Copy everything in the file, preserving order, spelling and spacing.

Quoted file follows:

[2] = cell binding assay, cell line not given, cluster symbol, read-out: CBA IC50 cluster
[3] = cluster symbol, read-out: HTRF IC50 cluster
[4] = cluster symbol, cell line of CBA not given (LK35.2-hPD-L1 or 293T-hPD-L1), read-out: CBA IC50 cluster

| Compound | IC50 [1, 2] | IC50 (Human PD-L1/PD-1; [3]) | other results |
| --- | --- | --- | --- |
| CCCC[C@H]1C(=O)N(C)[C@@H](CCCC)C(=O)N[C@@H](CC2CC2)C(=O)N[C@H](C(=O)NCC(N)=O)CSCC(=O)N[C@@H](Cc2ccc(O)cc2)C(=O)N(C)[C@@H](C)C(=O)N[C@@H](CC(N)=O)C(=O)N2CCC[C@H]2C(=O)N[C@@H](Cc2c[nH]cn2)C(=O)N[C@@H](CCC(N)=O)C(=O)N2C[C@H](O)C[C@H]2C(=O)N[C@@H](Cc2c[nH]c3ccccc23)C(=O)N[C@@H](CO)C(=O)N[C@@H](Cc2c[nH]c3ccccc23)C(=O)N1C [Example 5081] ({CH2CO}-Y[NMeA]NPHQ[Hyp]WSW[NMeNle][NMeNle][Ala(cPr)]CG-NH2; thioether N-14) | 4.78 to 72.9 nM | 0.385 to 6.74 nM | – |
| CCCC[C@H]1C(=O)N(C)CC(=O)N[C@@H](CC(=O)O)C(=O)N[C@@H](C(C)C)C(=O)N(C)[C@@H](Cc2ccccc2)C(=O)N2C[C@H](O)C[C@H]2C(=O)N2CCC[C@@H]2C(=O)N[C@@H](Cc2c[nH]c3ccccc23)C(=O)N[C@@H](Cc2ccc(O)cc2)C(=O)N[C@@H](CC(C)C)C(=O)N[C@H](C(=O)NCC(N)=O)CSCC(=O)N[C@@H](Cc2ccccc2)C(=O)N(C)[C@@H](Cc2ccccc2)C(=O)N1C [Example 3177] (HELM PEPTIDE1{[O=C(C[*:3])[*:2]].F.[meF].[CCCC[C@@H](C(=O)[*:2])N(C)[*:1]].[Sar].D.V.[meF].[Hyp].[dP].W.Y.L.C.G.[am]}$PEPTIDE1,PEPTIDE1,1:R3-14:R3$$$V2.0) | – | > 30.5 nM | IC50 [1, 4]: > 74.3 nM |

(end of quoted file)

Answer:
[2] = cell binding assay, cell line not given, cluster symbol, read-out: CBA IC50 cluster
[3] = cluster symbol, read-out: HTRF IC50 cluster
[4] = cluster symbol, cell line of CBA not given (LK35.2-hPD-L1 or 293T-hPD-L1), read-out: CBA IC50 cluster

| Compound | IC50 [1, 2] | IC50 (Human PD-L1/PD-1; [3]) | other results |
| --- | --- | --- | --- |
| CCCC[C@H]1C(=O)N(C)[C@@H](CCCC)C(=O)N[C@@H](CC2CC2)C(=O)N[C@H](C(=O)NCC(N)=O)CSCC(=O)N[C@@H](Cc2ccc(O)cc2)C(=O)N(C)[C@@H](C)C(=O)N[C@@H](CC(N)=O)C(=O)N2CCC[C@H]2C(=O)N[C@@H](Cc2c[nH]cn2)C(=O)N[C@@H](CCC(N)=O)C(=O)N2C[C@H](O)C[C@H]2C(=O)N[C@@H](Cc2c[nH]c3ccccc23)C(=O)N[C@@H](CO)C(=O)N[C@@H](Cc2c[nH]c3ccccc23)C(=O)N1C [Example 5081] ({CH2CO}-Y[NMeA]NPHQ[Hyp]WSW[NMeNle][NMeNle][Ala(cPr)]CG-NH2; thioether N-14) | 4.78 to 72.9 nM | 0.385 to 6.74 nM | – |
| CCCC[C@H]1C(=O)N(C)CC(=O)N[C@@H](CC(=O)O)C(=O)N[C@@H](C(C)C)C(=O)N(C)[C@@H](Cc2ccccc2)C(=O)N2C[C@H](O)C[C@H]2C(=O)N2CCC[C@@H]2C(=O)N[C@@H](Cc2c[nH]c3ccccc23)C(=O)N[C@@H](Cc2ccc(O)cc2)C(=O)N[C@@H](CC(C)C)C(=O)N[C@H](C(=O)NCC(N)=O)CSCC(=O)N[C@@H](Cc2ccccc2)C(=O)N(C)[C@@H](Cc2ccccc2)C(=O)N1C [Example 3177] (HELM PEPTIDE1{[O=C(C[*:3])[*:2]].F.[meF].[CCCC[C@@H](C(=O)[*:2])N(C)[*:1]].[Sar].D.V.[meF].[Hyp].[dP].W.Y.L.C.G.[am]}$PEPTIDE1,PEPTIDE1,1:R3-14:R3$$$V2.0) | – | > 30.5 nM | IC50 [1, 4]: > 74.3 nM |